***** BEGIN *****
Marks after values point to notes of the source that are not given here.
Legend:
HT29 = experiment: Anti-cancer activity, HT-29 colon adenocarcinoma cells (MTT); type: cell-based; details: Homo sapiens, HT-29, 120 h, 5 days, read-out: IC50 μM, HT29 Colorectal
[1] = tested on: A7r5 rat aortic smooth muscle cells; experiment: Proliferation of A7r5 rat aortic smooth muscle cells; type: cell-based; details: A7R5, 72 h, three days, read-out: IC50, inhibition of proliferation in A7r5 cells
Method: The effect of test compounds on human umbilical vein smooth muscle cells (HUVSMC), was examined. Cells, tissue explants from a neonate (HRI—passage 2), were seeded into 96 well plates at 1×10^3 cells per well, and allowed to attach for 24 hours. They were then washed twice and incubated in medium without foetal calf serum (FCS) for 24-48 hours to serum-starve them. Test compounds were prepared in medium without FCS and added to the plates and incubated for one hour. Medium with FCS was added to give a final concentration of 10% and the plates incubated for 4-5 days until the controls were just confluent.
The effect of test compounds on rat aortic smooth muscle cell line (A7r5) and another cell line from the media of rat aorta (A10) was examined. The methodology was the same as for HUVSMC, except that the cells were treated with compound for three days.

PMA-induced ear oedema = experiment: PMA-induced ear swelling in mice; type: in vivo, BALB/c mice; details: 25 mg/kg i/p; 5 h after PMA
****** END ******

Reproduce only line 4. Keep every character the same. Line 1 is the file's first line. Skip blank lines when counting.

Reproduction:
[1] = tested on: A7r5 rat aortic smooth muscle cells; experiment: Proliferation of A7r5 rat aortic smooth muscle cells; type: cell-based; details: A7R5, 72 h, three days, read-out: IC50, inhibition of proliferation in A7r5 cells